Magtanim ay Di Biro,” a Filipino folksong that talks about a farmer’s life, was interpreted by Bamboo and the Band (composed of Junjun Regalado, Simon Tan, Ardie de Guzman, Kakoy Legaspi, Abe Billano, and Ria Villena-Osorio).  The sound has the usual rock feel, reminiscent of 1990s Rivermaya (led by Bamboo). The song’s melody departed from the original during the first time it was sung.

Lea Salonga’s “Pakitong-Kitong”  is rather a commentary on bashing in general.

Bakit ba may ibang nambabangga at nananadya?

While the song’s original version talks about the struggle of catching crabs in the sea, Jungee Marcelo, the song’s composer has a different take on the “crabs” in the society. The so-called “crabs” are the ones who would do everything out of envy to pull successful people down, in favor of themselves. Musically, the song’s character is dark, which matched Salonga’s theatrical vocals.

Sam Concepcion’s version of the Bikol folksong, “Sarung Banggi” was a mix of Bikol and Tagalog lyrics. However, the Tagalog lyrics were not direct translations of the original Bikol text. Musically speaking, the song’s melody has a slight departure from the original and it has an EDM feel.

“Ati Cu Pung Singsing” is also in EDM, sung by Janella Salvador. The song commences with the Kapampangan folksong’s Tagalog translation, followed by some English lyrical content. It is sung in its original Kapampangan text during the middle part.

“Nanay, Tatay,” is a children’s game song which is reflective in the claps in the song’s beginning. Interpreted by Darren Espanto, Anne Curtis, and Gloc 9, it talks about patience, giving, and perseverance.

Tulungan mo ang sarili mo. Subukan mo at ang mararating mo ay malayo

Ending the Awit segment is Gary Valenciano’s and Mandaluyong Children’s Choir’s “Bawat Isa Sa Atin.” It is a ballad which talks about giving hope to the children, despite them being born out of struggles.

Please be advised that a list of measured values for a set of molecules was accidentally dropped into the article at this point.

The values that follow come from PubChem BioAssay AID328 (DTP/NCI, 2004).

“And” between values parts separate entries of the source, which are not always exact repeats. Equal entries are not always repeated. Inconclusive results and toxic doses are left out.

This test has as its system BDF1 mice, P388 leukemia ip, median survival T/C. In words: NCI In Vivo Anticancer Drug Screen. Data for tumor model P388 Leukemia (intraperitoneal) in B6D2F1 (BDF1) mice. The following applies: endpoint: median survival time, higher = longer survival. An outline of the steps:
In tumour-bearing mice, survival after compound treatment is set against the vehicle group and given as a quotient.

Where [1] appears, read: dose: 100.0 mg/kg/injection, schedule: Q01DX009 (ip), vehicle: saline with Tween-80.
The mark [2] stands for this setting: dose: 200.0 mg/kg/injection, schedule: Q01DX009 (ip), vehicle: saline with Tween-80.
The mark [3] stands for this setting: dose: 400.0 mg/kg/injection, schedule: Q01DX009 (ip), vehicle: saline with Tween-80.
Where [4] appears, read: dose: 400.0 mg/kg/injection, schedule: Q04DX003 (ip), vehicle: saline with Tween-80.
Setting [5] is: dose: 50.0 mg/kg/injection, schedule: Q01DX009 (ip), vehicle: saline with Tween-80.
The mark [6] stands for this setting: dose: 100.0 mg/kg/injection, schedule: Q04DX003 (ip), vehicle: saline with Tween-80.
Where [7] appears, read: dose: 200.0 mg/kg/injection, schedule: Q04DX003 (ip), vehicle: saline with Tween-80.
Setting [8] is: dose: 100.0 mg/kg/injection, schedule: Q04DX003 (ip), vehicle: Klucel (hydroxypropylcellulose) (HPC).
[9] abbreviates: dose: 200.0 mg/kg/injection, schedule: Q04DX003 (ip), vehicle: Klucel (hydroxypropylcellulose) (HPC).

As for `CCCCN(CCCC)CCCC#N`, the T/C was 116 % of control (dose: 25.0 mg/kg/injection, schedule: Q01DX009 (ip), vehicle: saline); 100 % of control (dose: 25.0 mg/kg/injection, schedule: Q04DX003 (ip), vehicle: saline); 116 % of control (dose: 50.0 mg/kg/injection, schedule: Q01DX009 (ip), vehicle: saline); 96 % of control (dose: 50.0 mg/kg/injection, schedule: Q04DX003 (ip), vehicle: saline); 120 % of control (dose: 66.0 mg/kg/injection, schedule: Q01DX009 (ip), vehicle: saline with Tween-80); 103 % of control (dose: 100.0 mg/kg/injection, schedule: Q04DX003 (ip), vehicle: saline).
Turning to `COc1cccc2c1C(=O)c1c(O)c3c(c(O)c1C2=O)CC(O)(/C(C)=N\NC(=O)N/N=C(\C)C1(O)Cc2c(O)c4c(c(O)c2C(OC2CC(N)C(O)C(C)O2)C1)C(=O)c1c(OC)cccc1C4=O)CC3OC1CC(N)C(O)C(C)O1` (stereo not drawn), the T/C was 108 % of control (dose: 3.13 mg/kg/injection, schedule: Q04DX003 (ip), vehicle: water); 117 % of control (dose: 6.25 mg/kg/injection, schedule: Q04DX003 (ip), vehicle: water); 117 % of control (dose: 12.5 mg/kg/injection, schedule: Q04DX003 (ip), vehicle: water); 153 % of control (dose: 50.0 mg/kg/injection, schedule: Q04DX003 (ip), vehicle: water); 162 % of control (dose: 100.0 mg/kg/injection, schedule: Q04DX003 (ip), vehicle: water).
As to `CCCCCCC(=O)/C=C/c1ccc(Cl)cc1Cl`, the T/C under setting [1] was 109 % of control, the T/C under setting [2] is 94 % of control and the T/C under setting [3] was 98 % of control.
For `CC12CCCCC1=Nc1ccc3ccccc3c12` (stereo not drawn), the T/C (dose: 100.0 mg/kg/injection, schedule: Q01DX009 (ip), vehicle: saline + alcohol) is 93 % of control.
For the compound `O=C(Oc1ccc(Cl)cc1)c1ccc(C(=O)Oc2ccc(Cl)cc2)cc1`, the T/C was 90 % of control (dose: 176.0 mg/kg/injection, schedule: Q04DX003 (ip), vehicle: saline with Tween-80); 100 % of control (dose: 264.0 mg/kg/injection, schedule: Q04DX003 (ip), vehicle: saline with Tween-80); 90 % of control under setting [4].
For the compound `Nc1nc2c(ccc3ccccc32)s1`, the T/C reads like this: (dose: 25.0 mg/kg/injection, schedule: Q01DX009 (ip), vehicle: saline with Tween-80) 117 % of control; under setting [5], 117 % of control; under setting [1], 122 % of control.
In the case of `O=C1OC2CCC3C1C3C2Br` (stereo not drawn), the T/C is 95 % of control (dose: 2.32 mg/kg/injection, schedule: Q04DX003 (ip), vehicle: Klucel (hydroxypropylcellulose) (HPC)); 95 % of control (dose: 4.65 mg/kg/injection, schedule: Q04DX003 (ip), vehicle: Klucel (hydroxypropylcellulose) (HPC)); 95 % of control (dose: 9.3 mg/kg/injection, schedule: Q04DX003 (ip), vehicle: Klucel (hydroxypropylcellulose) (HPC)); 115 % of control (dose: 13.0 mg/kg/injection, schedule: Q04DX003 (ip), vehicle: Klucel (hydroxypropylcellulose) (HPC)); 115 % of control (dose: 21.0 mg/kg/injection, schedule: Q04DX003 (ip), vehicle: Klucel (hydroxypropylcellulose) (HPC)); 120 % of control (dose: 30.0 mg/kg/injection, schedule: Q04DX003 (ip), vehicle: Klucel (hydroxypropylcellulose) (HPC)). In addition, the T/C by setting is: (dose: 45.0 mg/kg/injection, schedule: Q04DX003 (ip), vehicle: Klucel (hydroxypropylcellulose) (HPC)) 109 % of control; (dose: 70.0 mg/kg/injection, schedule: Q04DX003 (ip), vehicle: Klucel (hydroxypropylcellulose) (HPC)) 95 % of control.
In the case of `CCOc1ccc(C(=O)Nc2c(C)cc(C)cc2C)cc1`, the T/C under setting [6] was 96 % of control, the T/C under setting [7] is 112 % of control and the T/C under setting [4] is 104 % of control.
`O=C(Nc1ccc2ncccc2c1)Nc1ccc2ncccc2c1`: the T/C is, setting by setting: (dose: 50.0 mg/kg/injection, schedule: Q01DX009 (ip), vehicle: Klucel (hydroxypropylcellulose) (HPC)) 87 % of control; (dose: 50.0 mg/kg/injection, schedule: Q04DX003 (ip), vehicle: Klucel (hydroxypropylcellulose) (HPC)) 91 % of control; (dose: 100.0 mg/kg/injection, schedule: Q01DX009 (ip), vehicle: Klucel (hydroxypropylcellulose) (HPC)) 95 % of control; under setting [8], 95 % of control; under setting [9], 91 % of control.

Bawat isa sa atin ay tulad nila.

Naghahanap ng pagmamahal at pag-aaruga

Kung ituloy ang laban,

Karapatan ng bawat batang nilalang

Balang araw nating masasaksihan

Buhay ng bawat batang

Matupad ang pangarap nila.


Patintero,” performed by Lara Maigue and Mel Villena’s AMP Band, clearly shows how the game patintero is played. It also encourages children to play patintero to promote physical and mental alertness. Musically, it is set in big band jazz.

Similar to “Patintero,” KZ Tandingan’s “Tagu-Taguan” is a clear demonstration of the game. It is set in EDM.

Piko,” performed by Morissette Amon, has the distinct sound of the Indonesian saron, especially in the beginning, which later transitions into EDM. Lyrically, it shows how popular the piko is, being a budget-friendly and environment-friendly game.

Joey Ayala’s “Luksong Tinik” is musically interesting. It does not only show how the game luksong tinik is played. It is a fusion of EDM and folk elements (guitar, kulintang, and kudyapi), reminiscent of what the UP TUGMA (an organization in the UP College of Music that focuses on Asian Music performance) is currently doing. The “Takbo, takbo, takbo, lukso” part is also playfully done.

Gary Valenciano and Ogie Alcasid’s “Sipa,” is a dance pop song which shows how the game sipa is played. It also describes how the ball used in such game looks like.

Tumbang Preso,” performed by Kiana Valenciano and Billy Crawford, is basically a creative presentation of the tumbang preso scene. Musically, tinges of the pateteg and the takik are fused with EDM.

Bullet Dumas’s “Jak en Poy” does not only describe how the game is played.  Dumas’s lyricism is creative, especially in the part, “Bato, talo sa papel, talo sa gunting.”This part reminds me of the choral arrangements of Filipino folksongs used in high school choral competitions, in terms of rhythmic structure.